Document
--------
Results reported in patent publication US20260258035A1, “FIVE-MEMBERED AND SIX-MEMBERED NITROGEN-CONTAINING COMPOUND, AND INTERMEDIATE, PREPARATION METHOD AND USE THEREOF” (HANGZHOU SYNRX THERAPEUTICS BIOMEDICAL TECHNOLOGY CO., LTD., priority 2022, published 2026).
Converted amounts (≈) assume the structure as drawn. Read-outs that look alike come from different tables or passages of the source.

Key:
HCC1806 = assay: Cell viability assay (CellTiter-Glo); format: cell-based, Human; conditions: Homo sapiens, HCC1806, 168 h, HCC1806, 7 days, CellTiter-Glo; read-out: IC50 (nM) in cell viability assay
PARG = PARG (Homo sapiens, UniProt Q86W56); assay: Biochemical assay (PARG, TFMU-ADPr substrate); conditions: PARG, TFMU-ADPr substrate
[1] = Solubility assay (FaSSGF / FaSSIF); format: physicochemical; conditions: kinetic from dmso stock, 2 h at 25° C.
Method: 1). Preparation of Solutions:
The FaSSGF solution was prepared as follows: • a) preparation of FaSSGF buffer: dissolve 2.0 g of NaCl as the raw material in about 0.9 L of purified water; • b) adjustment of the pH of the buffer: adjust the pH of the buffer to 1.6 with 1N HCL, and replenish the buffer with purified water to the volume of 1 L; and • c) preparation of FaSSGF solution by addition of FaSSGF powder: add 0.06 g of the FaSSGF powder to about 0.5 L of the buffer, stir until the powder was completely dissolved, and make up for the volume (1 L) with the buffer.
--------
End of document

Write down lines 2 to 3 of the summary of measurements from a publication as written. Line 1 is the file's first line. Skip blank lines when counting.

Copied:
Converted amounts (≈) assume the structure as drawn. Read-outs that look alike come from different tables or passages of the source.

Key: